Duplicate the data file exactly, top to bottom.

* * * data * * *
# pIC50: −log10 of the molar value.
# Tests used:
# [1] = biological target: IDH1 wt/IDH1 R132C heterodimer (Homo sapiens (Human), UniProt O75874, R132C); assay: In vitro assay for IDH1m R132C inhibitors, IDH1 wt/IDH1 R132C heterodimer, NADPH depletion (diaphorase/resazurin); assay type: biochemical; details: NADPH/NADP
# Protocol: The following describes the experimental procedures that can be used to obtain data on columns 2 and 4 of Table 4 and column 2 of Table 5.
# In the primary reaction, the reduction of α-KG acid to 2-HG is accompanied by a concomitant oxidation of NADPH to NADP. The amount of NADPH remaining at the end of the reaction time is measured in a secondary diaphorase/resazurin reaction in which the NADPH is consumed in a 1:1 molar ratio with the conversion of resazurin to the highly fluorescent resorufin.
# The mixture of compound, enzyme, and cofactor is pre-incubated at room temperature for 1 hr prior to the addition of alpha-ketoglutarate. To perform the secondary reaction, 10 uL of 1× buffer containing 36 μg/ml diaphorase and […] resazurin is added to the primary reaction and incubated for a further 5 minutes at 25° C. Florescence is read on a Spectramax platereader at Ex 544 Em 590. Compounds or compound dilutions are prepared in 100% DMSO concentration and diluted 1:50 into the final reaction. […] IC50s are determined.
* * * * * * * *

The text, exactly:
# pIC50: −log10 of the molar value.
# Tests used:
# [1] = biological target: IDH1 wt/IDH1 R132C heterodimer (Homo sapiens (Human), UniProt O75874, R132C); assay: In vitro assay for IDH1m R132C inhibitors, IDH1 wt/IDH1 R132C heterodimer, NADPH depletion (diaphorase/resazurin); assay type: biochemical; details: NADPH/NADP
# Protocol: The following describes the experimental procedures that can be used to obtain data on columns 2 and 4 of Table 4 and column 2 of Table 5.
# In the primary reaction, the reduction of α-KG acid to 2-HG is accompanied by a concomitant oxidation of NADPH to NADP. The amount of NADPH remaining at the end of the reaction time is measured in a secondary diaphorase/resazurin reaction in which the NADPH is consumed in a 1:1 molar ratio with the conversion of resazurin to the highly fluorescent resorufin.
# The mixture of compound, enzyme, and cofactor is pre-incubated at room temperature for 1 hr prior to the addition of alpha-ketoglutarate. To perform the secondary reaction, 10 uL of 1× buffer containing 36 μg/ml diaphorase and […] resazurin is added to the primary reaction and incubated for a further 5 minutes at 25° C. Florescence is read on a Spectramax platereader at Ex 544 Em 590. Compounds or compound dilutions are prepared in 100% DMSO concentration and diluted 1:50 into the final reaction. […] IC50s are determined.